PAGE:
Often enough perception is reality. This is well understood in the relatively short-term business of the media and its symbiotic partner politics, where “after the elections is before the elections”.
2014 is an excellent year to observe how political and media opinion leaders are shaping public perception with very few means.
At midnight on January 1, the remaining barriers for free movement of labour for Romanians and Bulgarians were lifted. On the same day, droves of journalists in the UK and Germany were waiting at several airports to observe and report about the waves of migrant workers about to land with the first flights from Bucharest and Sofia.
In the same vein, politicians all over the EU have identified this as a topic that captures public sentiment and serves as one vehicle to draw attention to an otherwise dull European parliamentary election campaign.
Conspicuously missing is data that backs up some of the assertions that have been made. Today, the BBC were trying to change that. In their midday news show World at One earlier this afternoon, BBC Radio looked at a set of figures that the UK government releases on the labour market there. These figures give an estimate of the number of workers and their countries of origin for the period January-March 2014, and shed some light onto the change in the numbers of Romanian and Bulgarian job seekers coming to the UK after January. On the programme, Andreas Cser, the president of Tjobs, a Romanian startup that sources personnel and temporary workers for Western companies from Eastern Europe, helps interpret these numbers on the basis of some even more detailed numbers that his company has collected in the regular course of business.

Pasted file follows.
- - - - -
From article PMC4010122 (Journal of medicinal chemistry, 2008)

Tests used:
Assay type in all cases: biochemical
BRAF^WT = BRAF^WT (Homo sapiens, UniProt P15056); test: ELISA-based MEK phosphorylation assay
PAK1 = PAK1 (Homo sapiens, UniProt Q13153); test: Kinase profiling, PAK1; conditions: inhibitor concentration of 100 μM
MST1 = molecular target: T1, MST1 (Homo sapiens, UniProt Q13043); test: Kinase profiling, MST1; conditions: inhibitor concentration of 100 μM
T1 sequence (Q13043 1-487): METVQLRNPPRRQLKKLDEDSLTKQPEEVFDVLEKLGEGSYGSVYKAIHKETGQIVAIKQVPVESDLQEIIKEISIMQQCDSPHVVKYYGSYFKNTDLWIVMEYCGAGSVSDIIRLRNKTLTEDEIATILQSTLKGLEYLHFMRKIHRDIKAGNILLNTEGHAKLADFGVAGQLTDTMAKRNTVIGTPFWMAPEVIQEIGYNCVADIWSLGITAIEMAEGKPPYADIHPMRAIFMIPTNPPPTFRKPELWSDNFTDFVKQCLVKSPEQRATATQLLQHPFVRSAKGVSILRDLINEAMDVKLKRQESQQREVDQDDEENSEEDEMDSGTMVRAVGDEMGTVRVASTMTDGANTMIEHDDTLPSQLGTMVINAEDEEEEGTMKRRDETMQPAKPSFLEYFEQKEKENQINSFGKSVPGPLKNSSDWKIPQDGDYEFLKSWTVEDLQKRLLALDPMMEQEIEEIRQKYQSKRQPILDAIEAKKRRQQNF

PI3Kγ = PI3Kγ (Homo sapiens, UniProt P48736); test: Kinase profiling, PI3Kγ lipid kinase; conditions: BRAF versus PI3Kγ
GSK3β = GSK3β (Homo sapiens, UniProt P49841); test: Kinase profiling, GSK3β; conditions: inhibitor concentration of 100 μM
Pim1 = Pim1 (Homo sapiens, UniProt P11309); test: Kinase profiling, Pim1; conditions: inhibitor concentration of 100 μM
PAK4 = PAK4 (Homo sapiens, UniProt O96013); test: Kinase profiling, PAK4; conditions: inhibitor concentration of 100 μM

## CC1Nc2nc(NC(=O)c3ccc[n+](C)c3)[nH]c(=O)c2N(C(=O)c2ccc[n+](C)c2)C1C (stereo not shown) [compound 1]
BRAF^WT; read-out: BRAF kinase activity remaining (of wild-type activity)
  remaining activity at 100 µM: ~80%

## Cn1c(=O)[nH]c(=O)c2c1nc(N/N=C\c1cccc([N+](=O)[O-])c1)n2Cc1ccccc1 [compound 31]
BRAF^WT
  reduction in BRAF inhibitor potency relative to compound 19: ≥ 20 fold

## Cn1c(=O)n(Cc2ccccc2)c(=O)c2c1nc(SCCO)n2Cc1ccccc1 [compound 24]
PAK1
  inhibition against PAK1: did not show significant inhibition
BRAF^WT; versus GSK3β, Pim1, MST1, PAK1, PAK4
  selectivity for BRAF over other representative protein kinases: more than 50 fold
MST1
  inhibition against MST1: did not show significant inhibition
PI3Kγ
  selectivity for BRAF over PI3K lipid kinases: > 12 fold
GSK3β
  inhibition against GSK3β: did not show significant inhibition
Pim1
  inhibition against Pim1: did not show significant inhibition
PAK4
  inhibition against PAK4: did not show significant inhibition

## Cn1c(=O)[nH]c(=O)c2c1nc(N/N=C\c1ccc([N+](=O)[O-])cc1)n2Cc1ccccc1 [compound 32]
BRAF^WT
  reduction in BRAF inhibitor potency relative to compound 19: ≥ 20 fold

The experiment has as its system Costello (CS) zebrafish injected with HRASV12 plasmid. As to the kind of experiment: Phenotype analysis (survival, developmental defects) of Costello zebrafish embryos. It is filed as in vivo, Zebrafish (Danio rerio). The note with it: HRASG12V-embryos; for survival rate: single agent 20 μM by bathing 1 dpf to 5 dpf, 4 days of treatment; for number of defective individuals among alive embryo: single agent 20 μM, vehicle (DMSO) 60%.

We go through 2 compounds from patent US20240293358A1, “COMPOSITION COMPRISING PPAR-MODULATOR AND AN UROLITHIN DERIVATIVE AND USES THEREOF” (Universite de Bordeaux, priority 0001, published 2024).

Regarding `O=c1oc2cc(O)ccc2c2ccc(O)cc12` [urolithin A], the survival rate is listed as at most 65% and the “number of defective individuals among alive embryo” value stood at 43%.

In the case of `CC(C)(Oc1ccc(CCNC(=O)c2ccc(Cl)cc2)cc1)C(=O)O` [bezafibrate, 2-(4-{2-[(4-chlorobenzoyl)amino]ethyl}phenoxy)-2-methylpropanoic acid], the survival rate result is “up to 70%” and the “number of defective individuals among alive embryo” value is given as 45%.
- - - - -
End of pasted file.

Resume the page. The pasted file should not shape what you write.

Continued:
Tjobs also announced that it has received financing from Earlybird and iEurope, two international Venture Capital firms. Together with the release, the company also published data not just for the UK but also for France, Germany and the Netherlands.
According to the Tjobs figures, in Q1 2014 the UK has seen an increase of 70% in job openings for Romanians and 100% more applicants vs. Q1 2013. Yet openings still outnumber applications by 1.6 to 1. Is reality a flood of cheap labor or a reaction of an efficient labor market that has seen unemplyment drop to a 5-year-low and 6.8%?
Germany, meanwhile, is the mirror image of the UK: the number of openings for Romanians has decreased by 42%, while the number of applicants has decreased by 22% since the start of 2014. Yet for each opening the Tjobs platform sees 1.74 applicants on average. Has Germany lost its attractiveness as a destination for Eastern Europeans? Despite being the economic powerhouse of Europe?
So much for perception vs. reality.